Effects of Depression on Perceptions of Time Passage
The problem is that while studies examine depression antecedents, symptoms, and effects, and support conclusions that depression alters the perceptions of individuals, findings tend to be related to perceptions of relationships and behaviors, rather than time passage. The study of depression has yielded findings such as the fact that women tend to suffer more from this disorder than men and are reported to be increasing (Kasen, Cohen, Chen, & Castille, 2003). In addition, studies show that cultural factors related to identity and mental health issues affect depression and its treatment (Wong, Kim, Zane, Kim, & Huang, 2003). Studies have also pointed out that depressed individuals perceive relationships as more dissatisfying (Martire, Schulz, Wrosch, & Newsom, 2003).
Studies of the effects of depression on perceptions of time passage are few in number. An early study demonstrated a positive relationship between depression and judgments of slow speed in time passage, but this relationship was not found when considering actual knowledge that time had passed. A limitation of this early study was that it included college students as subjects rather than a clinical population (Hawkins, French, Crawford, & Enzle, 1988). Findings related to this topic are limited implying the need for a study to investigate this relationship with additional populations.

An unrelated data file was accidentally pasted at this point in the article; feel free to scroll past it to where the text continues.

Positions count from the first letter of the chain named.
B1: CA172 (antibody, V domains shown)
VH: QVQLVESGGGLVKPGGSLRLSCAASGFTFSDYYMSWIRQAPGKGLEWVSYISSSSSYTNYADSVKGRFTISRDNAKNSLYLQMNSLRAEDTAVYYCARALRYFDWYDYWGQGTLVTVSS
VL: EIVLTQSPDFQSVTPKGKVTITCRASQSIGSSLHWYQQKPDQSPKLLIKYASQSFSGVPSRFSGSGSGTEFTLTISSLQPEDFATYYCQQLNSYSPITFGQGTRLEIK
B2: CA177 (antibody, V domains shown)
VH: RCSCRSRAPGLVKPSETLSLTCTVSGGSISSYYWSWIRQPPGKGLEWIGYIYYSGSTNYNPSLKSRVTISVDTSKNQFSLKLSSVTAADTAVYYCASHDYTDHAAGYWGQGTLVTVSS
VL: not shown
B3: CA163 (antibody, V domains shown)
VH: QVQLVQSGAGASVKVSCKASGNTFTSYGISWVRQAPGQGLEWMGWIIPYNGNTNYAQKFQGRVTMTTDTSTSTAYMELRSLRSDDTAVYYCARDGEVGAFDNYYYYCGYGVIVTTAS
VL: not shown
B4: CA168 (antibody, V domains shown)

Hawkins, French, Crawford, and Enzle (1988) studied depressed affect and time perception. For this study, the sample included 91 male and female undergraduate students from a psychology course. The subjects participated in a card sorting experiment to determine experiences of the passage of time. Mood states were induced to include depression and more elevated states. Findings showed that students in which a depressed state was induced, rated the passage of time to feel slow, compared to those in which a more elevate...